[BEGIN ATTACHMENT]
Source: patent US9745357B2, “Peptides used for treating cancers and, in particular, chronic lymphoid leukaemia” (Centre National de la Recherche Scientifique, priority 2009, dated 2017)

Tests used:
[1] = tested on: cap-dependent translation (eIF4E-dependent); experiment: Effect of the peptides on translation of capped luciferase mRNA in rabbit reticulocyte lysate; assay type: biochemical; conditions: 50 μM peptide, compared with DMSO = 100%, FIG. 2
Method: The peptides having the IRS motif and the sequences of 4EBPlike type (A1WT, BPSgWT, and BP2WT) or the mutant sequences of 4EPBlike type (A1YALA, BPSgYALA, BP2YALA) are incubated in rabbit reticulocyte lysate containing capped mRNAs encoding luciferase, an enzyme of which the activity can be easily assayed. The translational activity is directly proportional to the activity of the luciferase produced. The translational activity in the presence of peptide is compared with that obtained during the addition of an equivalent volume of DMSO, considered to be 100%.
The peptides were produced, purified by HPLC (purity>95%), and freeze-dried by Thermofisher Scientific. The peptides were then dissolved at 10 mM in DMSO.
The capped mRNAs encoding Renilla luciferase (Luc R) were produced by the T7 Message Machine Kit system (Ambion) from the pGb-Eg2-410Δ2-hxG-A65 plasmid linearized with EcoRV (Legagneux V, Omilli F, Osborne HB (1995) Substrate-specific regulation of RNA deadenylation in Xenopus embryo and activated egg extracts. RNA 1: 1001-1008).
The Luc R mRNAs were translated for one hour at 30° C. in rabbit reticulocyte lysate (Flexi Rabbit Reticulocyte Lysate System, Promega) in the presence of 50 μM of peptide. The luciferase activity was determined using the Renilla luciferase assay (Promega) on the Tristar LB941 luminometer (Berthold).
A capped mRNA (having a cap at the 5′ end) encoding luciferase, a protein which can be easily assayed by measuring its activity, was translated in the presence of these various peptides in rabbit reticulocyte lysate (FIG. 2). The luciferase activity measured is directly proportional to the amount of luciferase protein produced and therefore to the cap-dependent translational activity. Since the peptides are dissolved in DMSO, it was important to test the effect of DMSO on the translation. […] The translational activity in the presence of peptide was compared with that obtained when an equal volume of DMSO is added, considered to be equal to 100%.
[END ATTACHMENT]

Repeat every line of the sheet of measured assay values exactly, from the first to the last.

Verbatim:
Source: patent US9745357B2, “Peptides used for treating cancers and, in particular, chronic lymphoid leukaemia” (Centre National de la Recherche Scientifique, priority 2009, dated 2017)

Tests used:
[1] = tested on: cap-dependent translation (eIF4E-dependent); experiment: Effect of the peptides on translation of capped luciferase mRNA in rabbit reticulocyte lysate; assay type: biochemical; conditions: 50 μM peptide, compared with DMSO = 100%, FIG. 2
Method: The peptides having the IRS motif and the sequences of 4EBPlike type (A1WT, BPSgWT, and BP2WT) or the mutant sequences of 4EPBlike type (A1YALA, BPSgYALA, BP2YALA) are incubated in rabbit reticulocyte lysate containing capped mRNAs encoding luciferase, an enzyme of which the activity can be easily assayed. The translational activity is directly proportional to the activity of the luciferase produced. The translational activity in the presence of peptide is compared with that obtained during the addition of an equivalent volume of DMSO, considered to be 100%.
The peptides were produced, purified by HPLC (purity>95%), and freeze-dried by Thermofisher Scientific. The peptides were then dissolved at 10 mM in DMSO.
The capped mRNAs encoding Renilla luciferase (Luc R) were produced by the T7 Message Machine Kit system (Ambion) from the pGb-Eg2-410Δ2-hxG-A65 plasmid linearized with EcoRV (Legagneux V, Omilli F, Osborne HB (1995) Substrate-specific regulation of RNA deadenylation in Xenopus embryo and activated egg extracts. RNA 1: 1001-1008).
The Luc R mRNAs were translated for one hour at 30° C. in rabbit reticulocyte lysate (Flexi Rabbit Reticulocyte Lysate System, Promega) in the presence of 50 μM of peptide. The luciferase activity was determined using the Renilla luciferase assay (Promega) on the Tristar LB941 luminometer (Berthold).
A capped mRNA (having a cap at the 5′ end) encoding luciferase, a protein which can be easily assayed by measuring its activity, was translated in the presence of these various peptides in rabbit reticulocyte lysate (FIG. 2). The luciferase activity measured is directly proportional to the amount of luciferase protein produced and therefore to the cap-dependent translational activity. Since the peptides are dissolved in DMSO, it was important to test the effect of DMSO on the translation. […] The translational activity in the presence of peptide was compared with that obtained when an equal volume of DMSO is added, considered to be equal to 100%.